How have businesses and agencies been able to keep up with the constant barrage of attacks on their computer networks?
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As the recent article in the New York Times regarding the increase in cyberattacks on university computer networks illuminated ["Universities Face a Rising Barrage of Cyberattacks," July 16, 2013], the number and type of government and nongovernment organizations subject to such attacks is a constantly increasing challenge for information technology security specialists. As society has become more "connected" and more dependent upon computer networks for day-to-day activities, the vulnerability of ever-larger segments of society to cyber attacks has grown astronomically.
Virtually every kind of business or online activity has become subject to computer attacks. Banks, for example, have become completely computerized operations, increasing -- in general -- the efficiency of routine financial matters, but at the expense of making the entirety of the population far more vulnerable to theft of both money and identity. Hospitals, repositories of our most sensitive personal information, have been the target of intrusions into their computer systems, as have public utilities, credit card companies, and military networks.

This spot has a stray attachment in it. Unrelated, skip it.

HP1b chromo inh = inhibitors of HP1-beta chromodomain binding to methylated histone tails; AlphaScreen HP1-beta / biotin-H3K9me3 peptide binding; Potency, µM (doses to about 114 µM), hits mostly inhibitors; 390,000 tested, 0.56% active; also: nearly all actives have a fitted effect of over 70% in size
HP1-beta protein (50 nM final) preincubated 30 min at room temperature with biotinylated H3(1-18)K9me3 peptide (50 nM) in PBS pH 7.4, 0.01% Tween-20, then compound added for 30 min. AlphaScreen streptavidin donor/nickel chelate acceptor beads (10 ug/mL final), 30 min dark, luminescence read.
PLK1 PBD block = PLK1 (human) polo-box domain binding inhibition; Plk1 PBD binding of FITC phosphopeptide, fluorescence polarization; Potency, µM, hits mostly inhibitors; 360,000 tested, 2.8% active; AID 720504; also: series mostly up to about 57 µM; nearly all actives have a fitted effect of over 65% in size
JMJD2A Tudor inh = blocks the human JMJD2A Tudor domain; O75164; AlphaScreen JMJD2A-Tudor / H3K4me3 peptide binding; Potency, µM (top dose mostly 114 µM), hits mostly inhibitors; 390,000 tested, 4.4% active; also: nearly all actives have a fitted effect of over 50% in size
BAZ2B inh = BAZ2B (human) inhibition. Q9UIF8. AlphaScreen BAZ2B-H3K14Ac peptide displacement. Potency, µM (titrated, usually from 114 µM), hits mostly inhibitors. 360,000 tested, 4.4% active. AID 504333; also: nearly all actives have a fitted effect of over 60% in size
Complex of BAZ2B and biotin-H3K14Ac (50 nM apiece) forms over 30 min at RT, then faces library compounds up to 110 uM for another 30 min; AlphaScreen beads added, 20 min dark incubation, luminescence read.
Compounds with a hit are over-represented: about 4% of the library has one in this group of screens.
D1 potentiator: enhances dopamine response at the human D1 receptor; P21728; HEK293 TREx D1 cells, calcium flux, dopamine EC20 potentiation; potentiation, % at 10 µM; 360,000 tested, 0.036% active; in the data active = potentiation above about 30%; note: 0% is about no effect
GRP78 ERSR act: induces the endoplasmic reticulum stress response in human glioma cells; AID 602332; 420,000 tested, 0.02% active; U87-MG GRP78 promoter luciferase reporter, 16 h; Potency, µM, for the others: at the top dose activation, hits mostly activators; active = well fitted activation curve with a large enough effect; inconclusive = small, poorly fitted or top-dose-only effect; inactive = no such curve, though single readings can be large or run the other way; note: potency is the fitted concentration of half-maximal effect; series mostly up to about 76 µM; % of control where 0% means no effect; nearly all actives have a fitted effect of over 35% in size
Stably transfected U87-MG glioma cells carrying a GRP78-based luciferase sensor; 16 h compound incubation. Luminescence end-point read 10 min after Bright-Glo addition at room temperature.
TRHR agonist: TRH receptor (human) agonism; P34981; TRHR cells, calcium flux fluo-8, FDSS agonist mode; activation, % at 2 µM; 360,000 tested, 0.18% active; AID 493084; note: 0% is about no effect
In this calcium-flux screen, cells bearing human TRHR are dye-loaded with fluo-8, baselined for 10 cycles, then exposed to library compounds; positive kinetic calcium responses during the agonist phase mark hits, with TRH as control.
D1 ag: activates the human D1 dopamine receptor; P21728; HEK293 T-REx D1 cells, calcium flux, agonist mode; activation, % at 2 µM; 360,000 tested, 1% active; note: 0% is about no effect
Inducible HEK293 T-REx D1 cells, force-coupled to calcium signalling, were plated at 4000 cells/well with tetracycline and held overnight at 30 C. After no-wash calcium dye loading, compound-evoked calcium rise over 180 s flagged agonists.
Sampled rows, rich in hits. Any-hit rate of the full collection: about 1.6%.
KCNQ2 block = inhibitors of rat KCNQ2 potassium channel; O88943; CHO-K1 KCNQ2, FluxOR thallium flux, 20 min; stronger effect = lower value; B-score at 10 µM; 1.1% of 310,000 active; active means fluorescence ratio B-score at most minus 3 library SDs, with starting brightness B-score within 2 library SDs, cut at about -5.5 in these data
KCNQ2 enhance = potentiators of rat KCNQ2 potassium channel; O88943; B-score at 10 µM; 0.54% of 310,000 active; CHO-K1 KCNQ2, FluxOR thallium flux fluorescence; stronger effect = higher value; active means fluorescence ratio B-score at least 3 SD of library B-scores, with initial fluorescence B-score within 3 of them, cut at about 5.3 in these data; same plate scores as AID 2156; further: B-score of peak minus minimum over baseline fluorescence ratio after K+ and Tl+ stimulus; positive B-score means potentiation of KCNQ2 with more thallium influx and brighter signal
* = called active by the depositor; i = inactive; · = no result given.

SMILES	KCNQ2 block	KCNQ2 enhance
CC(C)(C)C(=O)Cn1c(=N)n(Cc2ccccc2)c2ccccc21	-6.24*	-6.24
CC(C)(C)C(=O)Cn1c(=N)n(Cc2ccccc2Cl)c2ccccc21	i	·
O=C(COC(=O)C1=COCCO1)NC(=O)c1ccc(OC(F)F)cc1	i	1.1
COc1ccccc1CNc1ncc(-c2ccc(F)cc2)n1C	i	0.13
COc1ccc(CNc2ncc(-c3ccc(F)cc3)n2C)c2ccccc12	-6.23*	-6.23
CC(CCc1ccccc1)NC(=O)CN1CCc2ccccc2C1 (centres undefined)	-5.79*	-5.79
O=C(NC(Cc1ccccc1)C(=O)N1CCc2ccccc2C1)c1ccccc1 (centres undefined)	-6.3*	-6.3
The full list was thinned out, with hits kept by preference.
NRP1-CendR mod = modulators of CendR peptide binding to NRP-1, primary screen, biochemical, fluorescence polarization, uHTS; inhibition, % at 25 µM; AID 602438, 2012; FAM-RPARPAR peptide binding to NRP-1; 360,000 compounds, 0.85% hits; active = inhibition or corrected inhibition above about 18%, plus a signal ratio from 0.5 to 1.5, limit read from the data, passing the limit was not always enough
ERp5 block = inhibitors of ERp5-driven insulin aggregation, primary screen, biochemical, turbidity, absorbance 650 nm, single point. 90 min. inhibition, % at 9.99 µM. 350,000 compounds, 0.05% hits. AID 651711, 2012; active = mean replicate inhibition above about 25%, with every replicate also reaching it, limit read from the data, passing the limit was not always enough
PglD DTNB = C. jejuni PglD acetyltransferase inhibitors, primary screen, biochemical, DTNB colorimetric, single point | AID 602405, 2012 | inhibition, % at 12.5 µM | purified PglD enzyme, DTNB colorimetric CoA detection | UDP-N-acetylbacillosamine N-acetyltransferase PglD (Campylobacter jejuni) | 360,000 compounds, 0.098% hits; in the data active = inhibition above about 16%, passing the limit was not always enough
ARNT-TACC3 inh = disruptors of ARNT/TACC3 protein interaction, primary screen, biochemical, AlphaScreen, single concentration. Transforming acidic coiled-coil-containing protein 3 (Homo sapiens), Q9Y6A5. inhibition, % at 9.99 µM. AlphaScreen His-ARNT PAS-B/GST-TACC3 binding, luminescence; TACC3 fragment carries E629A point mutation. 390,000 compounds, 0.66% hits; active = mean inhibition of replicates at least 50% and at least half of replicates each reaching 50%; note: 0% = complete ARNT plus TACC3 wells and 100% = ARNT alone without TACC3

The only real answer, consequently, to the question of how organizations have responded to the constant barrage of computer attacks is by stating that it has been an uphill battle with no end in sight. Patches, rerouting of networks and other fixes at best keep pace with attacks and viruses, but it remains a constant back-and-forth process of attack-respond-attack-respond. As long as governments, individuals, and hacker societies remain committed to the science and practice of cyber warfare, the effort at protecting computer networks will remain a part of life.
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